The Aetas Land and Life

PAT_6840


Part One

INTRODUCTION

The ethnicity of the Pinatubo Aetas is the most significant aspect of their claim to their land and life. Like any other indigenous groups, their life has an important, and almost cosmic, link to their land. It is almost cosmic in the sense that their world consciousness and the continuity of their way of life are rooted in the land where they were born and have defined their humanity. Their land of origin in the mountains and forests of Mt. Pinatubo is not only the source of their sustenance; it is also home to their identity and culture.

The Pinatubo Aetas‘ situation, however, need not be confined to this perspective. The Aetas‘ well-being may likewise be addressed from the perspectives of their economic capability and their assimilation in the political diversity of the bigger Filipino
society. The human development of the Aetas, or for that matter, of any ethnic minority group, must consist of the freedom to assert cultural identity and the opportunity to pursue economic and political empowerment.

In the process of development, it is inevitable that the Aetas will confront even stronger influences. These influences may improve their living condition but they may, for some reason, also be intrusive of their indigenous lifestyle, which may cause damage to their cultural identity. Whether or not to accept these influences or how much of these influences will be tolerated is an internal decision on the part of the Aeta community, but how to help them grapple with these influences is a critical intervention issue on the part of the external entities, such as the government and other development agents.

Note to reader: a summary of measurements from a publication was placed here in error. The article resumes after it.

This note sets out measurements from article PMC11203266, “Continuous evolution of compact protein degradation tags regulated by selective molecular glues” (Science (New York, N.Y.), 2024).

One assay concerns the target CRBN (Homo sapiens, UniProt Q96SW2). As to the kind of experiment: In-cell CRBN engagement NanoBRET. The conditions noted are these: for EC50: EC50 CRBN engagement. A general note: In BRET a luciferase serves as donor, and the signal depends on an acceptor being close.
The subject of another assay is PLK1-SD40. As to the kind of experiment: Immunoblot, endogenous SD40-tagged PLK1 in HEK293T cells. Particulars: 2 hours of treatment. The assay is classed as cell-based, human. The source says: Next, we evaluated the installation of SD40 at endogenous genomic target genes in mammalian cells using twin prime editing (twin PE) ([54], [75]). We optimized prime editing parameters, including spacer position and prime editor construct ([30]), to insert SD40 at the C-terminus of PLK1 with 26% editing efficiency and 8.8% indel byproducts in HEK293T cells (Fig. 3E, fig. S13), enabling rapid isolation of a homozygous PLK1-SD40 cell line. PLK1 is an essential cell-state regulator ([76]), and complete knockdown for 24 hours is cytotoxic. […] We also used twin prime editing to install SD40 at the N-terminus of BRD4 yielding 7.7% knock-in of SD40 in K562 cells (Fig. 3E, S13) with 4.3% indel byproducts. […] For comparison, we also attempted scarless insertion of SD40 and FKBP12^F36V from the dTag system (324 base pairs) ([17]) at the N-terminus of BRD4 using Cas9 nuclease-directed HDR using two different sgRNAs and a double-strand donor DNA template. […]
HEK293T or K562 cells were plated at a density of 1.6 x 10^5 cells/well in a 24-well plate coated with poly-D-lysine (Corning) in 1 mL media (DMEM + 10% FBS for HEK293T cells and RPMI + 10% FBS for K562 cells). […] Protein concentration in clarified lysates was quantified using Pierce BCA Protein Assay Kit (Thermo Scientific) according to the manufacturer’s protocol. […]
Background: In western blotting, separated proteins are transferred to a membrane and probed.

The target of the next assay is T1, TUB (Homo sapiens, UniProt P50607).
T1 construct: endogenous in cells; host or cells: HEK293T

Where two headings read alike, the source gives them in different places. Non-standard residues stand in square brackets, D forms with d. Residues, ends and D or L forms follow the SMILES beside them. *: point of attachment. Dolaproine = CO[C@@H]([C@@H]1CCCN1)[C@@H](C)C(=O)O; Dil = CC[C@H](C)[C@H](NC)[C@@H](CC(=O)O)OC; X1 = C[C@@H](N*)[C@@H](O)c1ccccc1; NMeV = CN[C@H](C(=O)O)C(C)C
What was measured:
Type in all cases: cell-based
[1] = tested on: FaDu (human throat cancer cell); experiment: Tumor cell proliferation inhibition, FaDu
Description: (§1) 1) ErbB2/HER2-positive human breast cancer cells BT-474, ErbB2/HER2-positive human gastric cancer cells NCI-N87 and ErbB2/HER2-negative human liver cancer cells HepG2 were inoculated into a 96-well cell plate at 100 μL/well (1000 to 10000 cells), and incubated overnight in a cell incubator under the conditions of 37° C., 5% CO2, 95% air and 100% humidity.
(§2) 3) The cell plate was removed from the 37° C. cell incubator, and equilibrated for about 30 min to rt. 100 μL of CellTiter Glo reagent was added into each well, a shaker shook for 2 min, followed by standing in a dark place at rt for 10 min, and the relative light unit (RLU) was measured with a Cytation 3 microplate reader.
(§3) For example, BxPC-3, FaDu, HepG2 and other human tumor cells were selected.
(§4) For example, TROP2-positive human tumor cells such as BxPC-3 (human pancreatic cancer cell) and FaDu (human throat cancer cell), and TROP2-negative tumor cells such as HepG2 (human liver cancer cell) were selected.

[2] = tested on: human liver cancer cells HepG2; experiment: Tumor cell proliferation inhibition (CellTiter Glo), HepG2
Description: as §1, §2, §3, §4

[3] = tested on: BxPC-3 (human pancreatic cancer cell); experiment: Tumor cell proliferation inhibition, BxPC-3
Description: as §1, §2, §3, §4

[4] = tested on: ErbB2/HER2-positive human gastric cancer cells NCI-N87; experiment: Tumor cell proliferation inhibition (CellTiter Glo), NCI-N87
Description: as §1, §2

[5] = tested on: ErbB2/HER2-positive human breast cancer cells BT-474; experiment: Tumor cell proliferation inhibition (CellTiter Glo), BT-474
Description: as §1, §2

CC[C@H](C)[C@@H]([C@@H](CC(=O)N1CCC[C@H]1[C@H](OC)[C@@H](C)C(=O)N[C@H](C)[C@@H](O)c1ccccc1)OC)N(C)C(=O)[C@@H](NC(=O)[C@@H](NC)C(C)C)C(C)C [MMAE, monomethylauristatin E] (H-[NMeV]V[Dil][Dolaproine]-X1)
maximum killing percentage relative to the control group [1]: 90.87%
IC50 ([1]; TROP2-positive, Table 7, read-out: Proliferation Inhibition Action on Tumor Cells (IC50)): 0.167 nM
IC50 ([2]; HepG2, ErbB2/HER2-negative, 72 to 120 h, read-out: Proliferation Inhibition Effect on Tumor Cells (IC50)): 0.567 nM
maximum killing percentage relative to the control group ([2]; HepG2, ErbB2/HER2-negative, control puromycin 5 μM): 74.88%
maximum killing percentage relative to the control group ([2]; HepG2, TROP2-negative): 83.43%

The main subject of this paper‘s discussion is the claim of the Botolan Aetas in the so-called Puyat land and its important implications on their welfare and development. The paper is outlined as follows. The Aetas‘ socio-cultural profile and their experience during the Mt. Pinatubo eruption serve as a preliminary part. It contextualizes the discussion within the Aetas‘ indigenous world: their environment, culture, society, religion, etc. Part Three deals with the Puyat land issue and the available methods of action the Aetas can take to assert their right over it. Part Four then tackles the welfare concern where the Aetas‘ subjective sentiments on the issue were also presented. This is to emphasize that welfare provision must be viewed internally from the perspective of the community.